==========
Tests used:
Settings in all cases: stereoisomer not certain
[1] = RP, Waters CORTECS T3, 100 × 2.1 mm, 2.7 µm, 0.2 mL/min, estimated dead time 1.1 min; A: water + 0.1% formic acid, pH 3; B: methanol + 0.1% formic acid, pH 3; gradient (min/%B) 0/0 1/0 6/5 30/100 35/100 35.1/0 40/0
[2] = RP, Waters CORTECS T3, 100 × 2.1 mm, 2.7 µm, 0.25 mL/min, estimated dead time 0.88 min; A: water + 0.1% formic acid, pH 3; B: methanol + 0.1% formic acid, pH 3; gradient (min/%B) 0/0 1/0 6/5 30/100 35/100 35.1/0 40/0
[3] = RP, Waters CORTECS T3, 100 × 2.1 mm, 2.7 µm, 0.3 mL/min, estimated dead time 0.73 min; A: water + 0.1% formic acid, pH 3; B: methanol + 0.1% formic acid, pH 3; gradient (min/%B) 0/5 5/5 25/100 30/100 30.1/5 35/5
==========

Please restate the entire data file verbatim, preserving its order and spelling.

Tests used:
Settings in all cases: stereoisomer not certain
[1] = RP, Waters CORTECS T3, 100 × 2.1 mm, 2.7 µm, 0.2 mL/min, estimated dead time 1.1 min; A: water + 0.1% formic acid, pH 3; B: methanol + 0.1% formic acid, pH 3; gradient (min/%B) 0/0 1/0 6/5 30/100 35/100 35.1/0 40/0
[2] = RP, Waters CORTECS T3, 100 × 2.1 mm, 2.7 µm, 0.25 mL/min, estimated dead time 0.88 min; A: water + 0.1% formic acid, pH 3; B: methanol + 0.1% formic acid, pH 3; gradient (min/%B) 0/0 1/0 6/5 30/100 35/100 35.1/0 40/0
[3] = RP, Waters CORTECS T3, 100 × 2.1 mm, 2.7 µm, 0.3 mL/min, estimated dead time 0.73 min; A: water + 0.1% formic acid, pH 3; B: methanol + 0.1% formic acid, pH 3; gradient (min/%B) 0/5 5/5 25/100 30/100 30.1/5 35/5